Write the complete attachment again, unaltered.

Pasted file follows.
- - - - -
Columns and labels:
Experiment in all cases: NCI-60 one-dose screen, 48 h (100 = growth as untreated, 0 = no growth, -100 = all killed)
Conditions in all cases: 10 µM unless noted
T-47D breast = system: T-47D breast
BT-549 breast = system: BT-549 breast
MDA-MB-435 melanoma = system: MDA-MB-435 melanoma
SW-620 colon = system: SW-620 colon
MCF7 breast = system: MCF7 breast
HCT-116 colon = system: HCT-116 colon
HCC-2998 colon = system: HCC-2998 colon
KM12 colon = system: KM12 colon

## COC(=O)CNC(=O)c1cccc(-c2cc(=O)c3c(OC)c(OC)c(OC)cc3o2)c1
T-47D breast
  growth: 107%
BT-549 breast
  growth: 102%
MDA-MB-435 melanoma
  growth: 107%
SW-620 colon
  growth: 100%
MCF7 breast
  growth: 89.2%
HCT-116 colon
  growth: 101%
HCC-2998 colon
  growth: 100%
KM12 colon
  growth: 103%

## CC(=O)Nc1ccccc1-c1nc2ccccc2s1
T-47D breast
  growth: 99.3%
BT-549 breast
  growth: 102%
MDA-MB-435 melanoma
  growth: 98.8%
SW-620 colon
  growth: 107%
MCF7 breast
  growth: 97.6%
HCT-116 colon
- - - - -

Columns and labels:
Experiment in all cases: NCI-60 one-dose screen, 48 h (100 = growth as untreated, 0 = no growth, -100 = all killed)
Conditions in all cases: 10 µM unless noted
T-47D breast = system: T-47D breast
BT-549 breast = system: BT-549 breast
MDA-MB-435 melanoma = system: MDA-MB-435 melanoma
SW-620 colon = system: SW-620 colon
MCF7 breast = system: MCF7 breast
HCT-116 colon = system: HCT-116 colon
HCC-2998 colon = system: HCC-2998 colon
KM12 colon = system: KM12 colon

## COC(=O)CNC(=O)c1cccc(-c2cc(=O)c3c(OC)c(OC)c(OC)cc3o2)c1
T-47D breast
  growth: 107%
BT-549 breast
  growth: 102%
MDA-MB-435 melanoma
  growth: 107%
SW-620 colon
  growth: 100%
MCF7 breast
  growth: 89.2%
HCT-116 colon
  growth: 101%
HCC-2998 colon
  growth: 100%
KM12 colon
  growth: 103%

## CC(=O)Nc1ccccc1-c1nc2ccccc2s1
T-47D breast
  growth: 99.3%
BT-549 breast
  growth: 102%
MDA-MB-435 melanoma
  growth: 98.8%
SW-620 colon
  growth: 107%
MCF7 breast
  growth: 97.6%
HCT-116 colon